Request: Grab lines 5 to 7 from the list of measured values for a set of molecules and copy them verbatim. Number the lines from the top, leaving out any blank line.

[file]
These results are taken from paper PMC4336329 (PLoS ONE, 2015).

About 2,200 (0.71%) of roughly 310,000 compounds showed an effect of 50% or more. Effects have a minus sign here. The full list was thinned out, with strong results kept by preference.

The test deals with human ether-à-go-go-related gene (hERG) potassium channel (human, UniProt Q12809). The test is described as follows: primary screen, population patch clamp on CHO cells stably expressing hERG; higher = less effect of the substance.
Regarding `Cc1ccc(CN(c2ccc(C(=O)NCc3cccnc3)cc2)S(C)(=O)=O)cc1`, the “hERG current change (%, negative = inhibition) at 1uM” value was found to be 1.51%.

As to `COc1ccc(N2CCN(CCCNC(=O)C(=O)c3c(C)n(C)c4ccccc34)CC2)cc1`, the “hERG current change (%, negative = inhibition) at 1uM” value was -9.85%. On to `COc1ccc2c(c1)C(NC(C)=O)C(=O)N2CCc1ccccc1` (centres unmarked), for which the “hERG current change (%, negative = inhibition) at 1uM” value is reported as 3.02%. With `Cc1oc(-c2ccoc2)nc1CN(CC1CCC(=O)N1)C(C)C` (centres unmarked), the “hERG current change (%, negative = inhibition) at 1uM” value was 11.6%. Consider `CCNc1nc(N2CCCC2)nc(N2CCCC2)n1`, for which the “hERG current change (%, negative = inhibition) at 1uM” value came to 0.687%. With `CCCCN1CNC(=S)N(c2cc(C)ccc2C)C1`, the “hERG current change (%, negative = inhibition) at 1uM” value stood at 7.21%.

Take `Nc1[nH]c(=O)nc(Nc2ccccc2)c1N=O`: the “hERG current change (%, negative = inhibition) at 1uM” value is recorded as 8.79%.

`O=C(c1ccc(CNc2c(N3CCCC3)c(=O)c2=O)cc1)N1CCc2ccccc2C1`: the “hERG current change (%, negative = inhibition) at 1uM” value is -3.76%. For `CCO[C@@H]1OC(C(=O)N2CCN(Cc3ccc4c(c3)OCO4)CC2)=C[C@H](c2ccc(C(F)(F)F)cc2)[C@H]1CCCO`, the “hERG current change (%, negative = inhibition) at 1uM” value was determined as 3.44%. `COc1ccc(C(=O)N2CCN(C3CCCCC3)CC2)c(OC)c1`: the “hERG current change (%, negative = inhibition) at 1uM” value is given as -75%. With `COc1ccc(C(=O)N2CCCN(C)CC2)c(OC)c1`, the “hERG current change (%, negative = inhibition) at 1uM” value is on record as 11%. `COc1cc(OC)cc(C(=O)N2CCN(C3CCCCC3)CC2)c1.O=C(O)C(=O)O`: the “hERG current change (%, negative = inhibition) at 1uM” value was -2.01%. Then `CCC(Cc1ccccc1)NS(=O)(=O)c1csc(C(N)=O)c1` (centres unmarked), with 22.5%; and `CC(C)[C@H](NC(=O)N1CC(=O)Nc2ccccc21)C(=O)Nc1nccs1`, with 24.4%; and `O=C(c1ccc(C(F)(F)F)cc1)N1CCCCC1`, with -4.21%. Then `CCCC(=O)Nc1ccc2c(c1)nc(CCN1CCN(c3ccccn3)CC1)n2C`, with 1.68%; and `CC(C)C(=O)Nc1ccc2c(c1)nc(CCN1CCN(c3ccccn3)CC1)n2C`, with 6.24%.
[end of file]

As to `COc1ccc(N2CCN(CCCNC(=O)C(=O)c3c(C)n(C)c4ccccc34)CC2)cc1`, the “hERG current change (%, negative = inhibition) at 1uM” value was -9.85%. On to `COc1ccc2c(c1)C(NC(C)=O)C(=O)N2CCc1ccccc1` (centres unmarked), for which the “hERG current change (%, negative = inhibition) at 1uM” value is reported as 3.02%. With `Cc1oc(-c2ccoc2)nc1CN(CC1CCC(=O)N1)C(C)C` (centres unmarked), the “hERG current change (%, negative = inhibition) at 1uM” value was 11.6%. Consider `CCNc1nc(N2CCCC2)nc(N2CCCC2)n1`, for which the “hERG current change (%, negative = inhibition) at 1uM” value came to 0.687%. With `CCCCN1CNC(=S)N(c2cc(C)ccc2C)C1`, the “hERG current change (%, negative = inhibition) at 1uM” value stood at 7.21%.

Take `Nc1[nH]c(=O)nc(Nc2ccccc2)c1N=O`: the “hERG current change (%, negative = inhibition) at 1uM” value is recorded as 8.79%.

`O=C(c1ccc(CNc2c(N3CCCC3)c(=O)c2=O)cc1)N1CCc2ccccc2C1`: the “hERG current change (%, negative = inhibition) at 1uM” value is -3.76%. For `CCO[C@@H]1OC(C(=O)N2CCN(Cc3ccc4c(c3)OCO4)CC2)=C[C@H](c2ccc(C(F)(F)F)cc2)[C@H]1CCCO`, the “hERG current change (%, negative = inhibition) at 1uM” value was determined as 3.44%. `COc1ccc(C(=O)N2CCN(C3CCCCC3)CC2)c(OC)c1`: the “hERG current change (%, negative = inhibition) at 1uM” value is given as -75%. With `COc1ccc(C(=O)N2CCCN(C)CC2)c(OC)c1`, the “hERG current change (%, negative = inhibition) at 1uM” value is on record as 11%. `COc1cc(OC)cc(C(=O)N2CCN(C3CCCCC3)CC2)c1.O=C(O)C(=O)O`: the “hERG current change (%, negative = inhibition) at 1uM” value was -2.01%. Then `CCC(Cc1ccccc1)NS(=O)(=O)c1csc(C(N)=O)c1` (centres unmarked), with 22.5%; and `CC(C)[C@H](NC(=O)N1CC(=O)Nc2ccccc21)C(=O)Nc1nccs1`, with 24.4%; and `O=C(c1ccc(C(F)(F)F)cc1)N1CCCCC1`, with -4.21%. Then `CCCC(=O)Nc1ccc2c(c1)nc(CCN1CCN(c3ccccn3)CC1)n2C`, with 1.68%; and `CC(C)C(=O)Nc1ccc2c(c1)nc(CCN1CCN(c3ccccn3)CC1)n2C`, with 6.24%.